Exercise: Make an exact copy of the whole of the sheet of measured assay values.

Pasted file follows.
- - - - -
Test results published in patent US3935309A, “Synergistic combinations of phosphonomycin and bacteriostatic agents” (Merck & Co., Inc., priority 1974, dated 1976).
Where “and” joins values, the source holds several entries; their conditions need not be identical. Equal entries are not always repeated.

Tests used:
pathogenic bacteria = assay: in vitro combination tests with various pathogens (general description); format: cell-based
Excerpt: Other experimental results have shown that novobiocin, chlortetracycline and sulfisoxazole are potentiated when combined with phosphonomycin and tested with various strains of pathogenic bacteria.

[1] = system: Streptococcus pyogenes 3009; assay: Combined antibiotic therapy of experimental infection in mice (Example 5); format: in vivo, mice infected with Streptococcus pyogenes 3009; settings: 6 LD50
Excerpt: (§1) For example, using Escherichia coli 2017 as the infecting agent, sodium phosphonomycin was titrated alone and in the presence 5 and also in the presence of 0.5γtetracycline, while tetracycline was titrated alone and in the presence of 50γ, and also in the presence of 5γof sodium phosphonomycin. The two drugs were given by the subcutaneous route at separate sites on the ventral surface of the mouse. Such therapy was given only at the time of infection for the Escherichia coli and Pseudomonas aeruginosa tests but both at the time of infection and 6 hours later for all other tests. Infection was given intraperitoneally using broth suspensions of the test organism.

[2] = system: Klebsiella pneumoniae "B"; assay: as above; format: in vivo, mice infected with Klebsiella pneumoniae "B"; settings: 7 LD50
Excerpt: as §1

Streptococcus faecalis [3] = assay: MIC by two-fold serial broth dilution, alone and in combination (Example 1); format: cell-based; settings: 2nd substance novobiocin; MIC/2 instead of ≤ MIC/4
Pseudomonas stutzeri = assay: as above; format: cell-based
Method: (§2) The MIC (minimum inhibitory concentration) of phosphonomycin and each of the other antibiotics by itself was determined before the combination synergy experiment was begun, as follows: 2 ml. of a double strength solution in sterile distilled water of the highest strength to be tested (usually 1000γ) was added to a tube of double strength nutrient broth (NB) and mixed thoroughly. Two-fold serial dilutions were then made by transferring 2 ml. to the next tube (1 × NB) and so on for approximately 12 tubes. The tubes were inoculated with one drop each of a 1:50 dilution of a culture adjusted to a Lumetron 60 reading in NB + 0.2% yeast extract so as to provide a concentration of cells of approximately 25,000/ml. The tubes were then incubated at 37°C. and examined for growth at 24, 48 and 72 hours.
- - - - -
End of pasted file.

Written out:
Test results published in patent US3935309A, “Synergistic combinations of phosphonomycin and bacteriostatic agents” (Merck & Co., Inc., priority 1974, dated 1976).
Where “and” joins values, the source holds several entries; their conditions need not be identical. Equal entries are not always repeated.

Tests used:
pathogenic bacteria = assay: in vitro combination tests with various pathogens (general description); format: cell-based
Excerpt: Other experimental results have shown that novobiocin, chlortetracycline and sulfisoxazole are potentiated when combined with phosphonomycin and tested with various strains of pathogenic bacteria.

[1] = system: Streptococcus pyogenes 3009; assay: Combined antibiotic therapy of experimental infection in mice (Example 5); format: in vivo, mice infected with Streptococcus pyogenes 3009; settings: 6 LD50
Excerpt: (§1) For example, using Escherichia coli 2017 as the infecting agent, sodium phosphonomycin was titrated alone and in the presence 5 and also in the presence of 0.5γtetracycline, while tetracycline was titrated alone and in the presence of 50γ, and also in the presence of 5γof sodium phosphonomycin. The two drugs were given by the subcutaneous route at separate sites on the ventral surface of the mouse. Such therapy was given only at the time of infection for the Escherichia coli and Pseudomonas aeruginosa tests but both at the time of infection and 6 hours later for all other tests. Infection was given intraperitoneally using broth suspensions of the test organism.

[2] = system: Klebsiella pneumoniae "B"; assay: as above; format: in vivo, mice infected with Klebsiella pneumoniae "B"; settings: 7 LD50
Excerpt: as §1

Streptococcus faecalis [3] = assay: MIC by two-fold serial broth dilution, alone and in combination (Example 1); format: cell-based; settings: 2nd substance novobiocin; MIC/2 instead of ≤ MIC/4
Pseudomonas stutzeri = assay: as above; format: cell-based
Method: (§2) The MIC (minimum inhibitory concentration) of phosphonomycin and each of the other antibiotics by itself was determined before the combination synergy experiment was begun, as follows: 2 ml. of a double strength solution in sterile distilled water of the highest strength to be tested (usually 1000γ) was added to a tube of double strength nutrient broth (NB) and mixed thoroughly. Two-fold serial dilutions were then made by transferring 2 ml. to the next tube (1 × NB) and so on for approximately 12 tubes. The tubes were inoculated with one drop each of a 1:50 dilution of a culture adjusted to a Lumetron 60 reading in NB + 0.2% yeast extract so as to provide a concentration of cells of approximately 25,000/ml. The tubes were then incubated at 37°C. and examined for growth at 24, 48 and 72 hours.